Roll Call: Senate Rejects Iraq Power Transfer To Bureaucrats

On October 2, by a vote of 56 to 42, the Senate voted to table (kill) an amendment by Sen. Patrick Leahy (D.-Vt.) that would have transferred authority over post-war Iraq from the Department of Defense to the State Department.

Even as many Democrats complained of the unstable military situation in Iraq, Leahy insisted that the reconstruction of Iraq should take place under the auspices of the State Department, many of whose career bureaucrats, according to critics, have quietly undermined American interests for decades. The amendment, Leahy said, “does what many of us feel we should have done five months ago when we appropriated the first $2.5 billion in foreign aid for Iraq. At the time we gave that very substantial amount of foreign aid to Iraq, many of us urged the Secretary of State-not the Secretary of Defense-should have authority over the reconstruction program. . . . When you are going to give enormous amounts of foreign aid for reconstruction, the aid should be under the Department of State. After all, foreign aid is the responsibility of the State Department.”

Leahy also demanded that money be parceled out to foreign non-profits by the United States Agency for International Development (USAID), an agency that currently has as one of its most significant tasks the dissemination-at taxpayer expense-of population control and sexual propaganda that critics believe are corrupting young children in Third World countries

“It [giving money to non-profits]is the responsibility of USAID,” said Leahy. “That is what they know how to do. That is what their people are trained to do.”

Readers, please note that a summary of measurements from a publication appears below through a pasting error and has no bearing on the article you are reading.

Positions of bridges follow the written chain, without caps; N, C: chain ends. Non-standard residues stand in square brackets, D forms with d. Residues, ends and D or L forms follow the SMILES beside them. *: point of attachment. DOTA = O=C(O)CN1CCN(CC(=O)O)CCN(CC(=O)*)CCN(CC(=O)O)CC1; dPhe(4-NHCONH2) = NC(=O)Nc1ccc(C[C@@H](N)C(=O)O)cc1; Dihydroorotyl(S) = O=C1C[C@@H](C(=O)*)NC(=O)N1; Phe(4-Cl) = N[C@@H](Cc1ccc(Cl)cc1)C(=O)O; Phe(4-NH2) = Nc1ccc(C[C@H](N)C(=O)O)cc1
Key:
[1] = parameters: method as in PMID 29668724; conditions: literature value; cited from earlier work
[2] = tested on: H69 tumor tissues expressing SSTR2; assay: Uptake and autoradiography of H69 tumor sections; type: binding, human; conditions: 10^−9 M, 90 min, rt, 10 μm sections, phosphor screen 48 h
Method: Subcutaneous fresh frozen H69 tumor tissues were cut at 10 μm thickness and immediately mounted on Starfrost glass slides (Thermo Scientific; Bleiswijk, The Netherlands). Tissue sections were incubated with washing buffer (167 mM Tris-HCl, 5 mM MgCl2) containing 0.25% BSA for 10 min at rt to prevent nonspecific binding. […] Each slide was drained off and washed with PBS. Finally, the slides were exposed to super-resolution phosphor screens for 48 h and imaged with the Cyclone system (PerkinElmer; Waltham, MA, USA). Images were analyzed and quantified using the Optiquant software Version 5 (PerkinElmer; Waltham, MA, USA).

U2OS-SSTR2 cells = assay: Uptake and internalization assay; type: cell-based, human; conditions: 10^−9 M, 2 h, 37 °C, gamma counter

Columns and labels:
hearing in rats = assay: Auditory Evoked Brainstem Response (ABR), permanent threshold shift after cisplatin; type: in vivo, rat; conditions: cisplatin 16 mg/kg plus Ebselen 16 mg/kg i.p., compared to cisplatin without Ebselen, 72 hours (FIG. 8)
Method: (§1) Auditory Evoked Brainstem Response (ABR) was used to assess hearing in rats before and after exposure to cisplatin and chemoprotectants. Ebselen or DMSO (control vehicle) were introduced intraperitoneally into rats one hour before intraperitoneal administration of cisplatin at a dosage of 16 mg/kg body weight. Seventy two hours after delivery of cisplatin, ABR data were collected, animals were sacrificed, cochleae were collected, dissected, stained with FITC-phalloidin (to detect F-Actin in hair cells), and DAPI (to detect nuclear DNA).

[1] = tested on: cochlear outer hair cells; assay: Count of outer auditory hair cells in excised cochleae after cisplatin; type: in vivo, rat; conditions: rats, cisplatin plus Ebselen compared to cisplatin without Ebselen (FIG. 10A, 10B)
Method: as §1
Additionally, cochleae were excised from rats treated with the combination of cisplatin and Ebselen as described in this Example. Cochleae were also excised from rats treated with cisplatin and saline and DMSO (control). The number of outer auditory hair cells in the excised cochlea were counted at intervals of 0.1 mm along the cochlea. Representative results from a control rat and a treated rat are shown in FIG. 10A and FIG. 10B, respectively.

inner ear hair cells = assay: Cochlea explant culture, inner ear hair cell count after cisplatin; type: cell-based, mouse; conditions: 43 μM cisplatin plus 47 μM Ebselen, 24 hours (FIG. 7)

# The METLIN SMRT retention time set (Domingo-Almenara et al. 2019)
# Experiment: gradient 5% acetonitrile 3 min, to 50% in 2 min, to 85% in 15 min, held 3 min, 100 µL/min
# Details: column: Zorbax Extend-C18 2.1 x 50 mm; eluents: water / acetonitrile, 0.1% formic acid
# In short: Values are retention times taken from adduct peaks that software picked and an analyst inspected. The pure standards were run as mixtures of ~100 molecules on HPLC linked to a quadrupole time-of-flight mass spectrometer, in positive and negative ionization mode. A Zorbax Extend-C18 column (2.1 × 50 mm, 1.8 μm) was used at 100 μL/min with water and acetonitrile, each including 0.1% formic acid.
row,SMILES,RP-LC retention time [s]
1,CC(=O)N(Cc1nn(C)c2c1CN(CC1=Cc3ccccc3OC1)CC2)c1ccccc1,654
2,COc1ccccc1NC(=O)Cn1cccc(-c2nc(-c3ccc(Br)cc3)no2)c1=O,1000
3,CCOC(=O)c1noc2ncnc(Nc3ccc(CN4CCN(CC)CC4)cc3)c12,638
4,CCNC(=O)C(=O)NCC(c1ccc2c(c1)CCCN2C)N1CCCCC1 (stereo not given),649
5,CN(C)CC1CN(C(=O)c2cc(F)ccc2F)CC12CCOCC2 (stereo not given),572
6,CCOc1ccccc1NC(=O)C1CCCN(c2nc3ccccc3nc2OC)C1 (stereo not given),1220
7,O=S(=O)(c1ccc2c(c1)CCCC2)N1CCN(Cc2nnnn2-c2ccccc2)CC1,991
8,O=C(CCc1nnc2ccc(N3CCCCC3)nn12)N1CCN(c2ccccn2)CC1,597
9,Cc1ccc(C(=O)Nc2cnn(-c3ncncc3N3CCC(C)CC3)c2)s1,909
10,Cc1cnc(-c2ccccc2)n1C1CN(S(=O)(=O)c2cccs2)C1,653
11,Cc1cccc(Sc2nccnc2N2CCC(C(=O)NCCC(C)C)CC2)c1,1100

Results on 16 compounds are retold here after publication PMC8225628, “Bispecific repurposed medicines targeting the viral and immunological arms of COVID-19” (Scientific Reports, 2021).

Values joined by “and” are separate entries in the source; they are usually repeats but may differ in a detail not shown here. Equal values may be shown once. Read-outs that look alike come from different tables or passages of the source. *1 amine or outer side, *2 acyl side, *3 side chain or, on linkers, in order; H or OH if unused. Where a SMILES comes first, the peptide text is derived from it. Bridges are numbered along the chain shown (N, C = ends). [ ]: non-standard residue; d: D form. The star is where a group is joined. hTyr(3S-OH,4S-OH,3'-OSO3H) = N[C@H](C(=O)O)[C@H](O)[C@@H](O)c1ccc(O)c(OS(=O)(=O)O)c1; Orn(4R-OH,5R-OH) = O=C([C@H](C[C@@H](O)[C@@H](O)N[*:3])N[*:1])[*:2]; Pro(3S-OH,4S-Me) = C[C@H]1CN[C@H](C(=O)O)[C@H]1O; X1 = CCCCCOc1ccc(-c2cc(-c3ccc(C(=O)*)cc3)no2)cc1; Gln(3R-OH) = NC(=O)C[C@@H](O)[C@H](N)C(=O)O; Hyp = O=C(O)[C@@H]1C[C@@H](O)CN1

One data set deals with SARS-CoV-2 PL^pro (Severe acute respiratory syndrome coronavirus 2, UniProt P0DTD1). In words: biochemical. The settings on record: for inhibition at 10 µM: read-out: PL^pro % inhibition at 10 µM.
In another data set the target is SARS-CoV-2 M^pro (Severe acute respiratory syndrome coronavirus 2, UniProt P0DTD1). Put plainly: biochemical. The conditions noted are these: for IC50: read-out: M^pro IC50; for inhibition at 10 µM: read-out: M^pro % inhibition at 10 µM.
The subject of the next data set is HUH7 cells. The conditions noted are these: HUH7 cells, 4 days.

Sen. John Warner (R.-Va.) argued against the amendment on the grounds that the situation in Iraq is not stable enough for such a transfer of authority. Rather, he said, power must be left with the American administrator, Paul Bremer, who reports to the Pentagon. Otherwise, he said, more lives would be placed at risk for the sake of Leahy’s ideologically motivated amendment.

“There is a direct correlation between the speed and the momentum that the Bremer operation has brought up to replace the infrastructure and the lessening of the personal risks to individuals,” said Warner.

Warner also pointed out that Secretary of State Colin Powell opposed the amendment.

Leahy’s amendment was then tabled.

A “yes” vote was a vote to table (kill) Leahy’s amendment to transfer authority over Iraq from the Pentagon to the State Department. A “no” vote was a vote against the motion to table and, in effect, a vote for Leahy’s amendment.

FOR THE MOTION TO TABLE: 56 AGAINST THE MOTION TO TABLE: 42
REPUBLICANS FOR (51):
Alexander
Allard
Allen
Bennett
Bond
Brownback
Bunning
Burns
Campbell
Chafee
Chambliss
Cochran
Coleman
Collins
Cornyn
Craig
Crapo
DeWine
Dole
Domenici
Ensign
Enzi
Fitzgerald
Frist
Graham (S.C.)
Grassley
Gregg
Hagel
Hatch
Hutchison
Inhofe
Kyl
Lott
Lugar
McCain
McConnell
Murkowski
Nickles
Roberts
Santorum
Sessions
Shelby
Smith
Snowe
Specter
Stevens
Sununu
Talent
Thomas
Voinovich
Warner

DEMOCRATS FOR: (5):
Breaux
Hollings
Landrieu
Miller
Nelson (Neb.)

DEMOCRATS AGAINST (41):
Akaka
Baucus
Bayh
Biden
Bingaman
Boxer
Breaux
Byrd
Cantwell
Carper
Clinton
Conrad
Corzine
Daschle
Dodd
Dorgan
Durbin
Edwards
Feingold
Feinstein
Harkin
Inouye
Johnson
Kennedy
Kerry
Kohl
Lautenberg
Leahy
Levin
Lincoln
Mikulski
Murray
Nelson (Fla.)
Pryor
Reed (R.I.)
Reid (Nev.)
Rockefeller
Sarbanes
Schumer
Stabenow
Wyden

INDEPENDENTS AGAINST (1):
Jeffords

NOT VOTING: 2

REPUBLICANS (0): DEMOCRATS (2):
Graham (Fla.)
Lieberman


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